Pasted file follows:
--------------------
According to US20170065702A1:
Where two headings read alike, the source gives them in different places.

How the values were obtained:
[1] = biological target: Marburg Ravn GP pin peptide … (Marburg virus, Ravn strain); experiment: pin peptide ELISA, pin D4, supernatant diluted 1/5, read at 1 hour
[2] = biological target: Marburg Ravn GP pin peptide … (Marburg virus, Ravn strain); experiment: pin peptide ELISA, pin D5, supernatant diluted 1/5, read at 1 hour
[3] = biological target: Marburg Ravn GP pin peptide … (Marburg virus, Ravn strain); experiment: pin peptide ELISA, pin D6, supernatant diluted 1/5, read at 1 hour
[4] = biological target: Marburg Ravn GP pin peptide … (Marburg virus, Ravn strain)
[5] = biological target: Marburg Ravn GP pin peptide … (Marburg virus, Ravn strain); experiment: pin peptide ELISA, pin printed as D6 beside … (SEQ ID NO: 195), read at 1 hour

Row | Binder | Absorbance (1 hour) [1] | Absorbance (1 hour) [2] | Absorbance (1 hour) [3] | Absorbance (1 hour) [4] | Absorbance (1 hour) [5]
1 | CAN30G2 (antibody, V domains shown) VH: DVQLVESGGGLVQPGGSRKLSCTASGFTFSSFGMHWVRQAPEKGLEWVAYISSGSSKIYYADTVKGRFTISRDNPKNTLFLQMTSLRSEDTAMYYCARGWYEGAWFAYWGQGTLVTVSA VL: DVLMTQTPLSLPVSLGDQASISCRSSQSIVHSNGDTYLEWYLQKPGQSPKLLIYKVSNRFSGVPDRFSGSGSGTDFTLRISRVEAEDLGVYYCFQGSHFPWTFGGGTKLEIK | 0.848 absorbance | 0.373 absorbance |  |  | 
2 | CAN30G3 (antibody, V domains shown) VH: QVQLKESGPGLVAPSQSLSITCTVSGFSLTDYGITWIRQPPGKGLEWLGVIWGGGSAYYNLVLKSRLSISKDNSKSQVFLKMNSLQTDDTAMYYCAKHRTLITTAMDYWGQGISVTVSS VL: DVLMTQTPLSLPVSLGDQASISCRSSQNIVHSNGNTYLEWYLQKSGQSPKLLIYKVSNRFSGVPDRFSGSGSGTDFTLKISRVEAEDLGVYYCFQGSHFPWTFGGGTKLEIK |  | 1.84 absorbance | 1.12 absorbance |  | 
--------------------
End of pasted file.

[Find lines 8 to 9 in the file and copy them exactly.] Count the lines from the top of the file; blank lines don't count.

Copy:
[5] = biological target: Marburg Ravn GP pin peptide … (Marburg virus, Ravn strain); experiment: pin peptide ELISA, pin printed as D6 beside … (SEQ ID NO: 195), read at 1 hour

Row | Binder | Absorbance (1 hour) [1] | Absorbance (1 hour) [2] | Absorbance (1 hour) [3] | Absorbance (1 hour) [4] | Absorbance (1 hour) [5]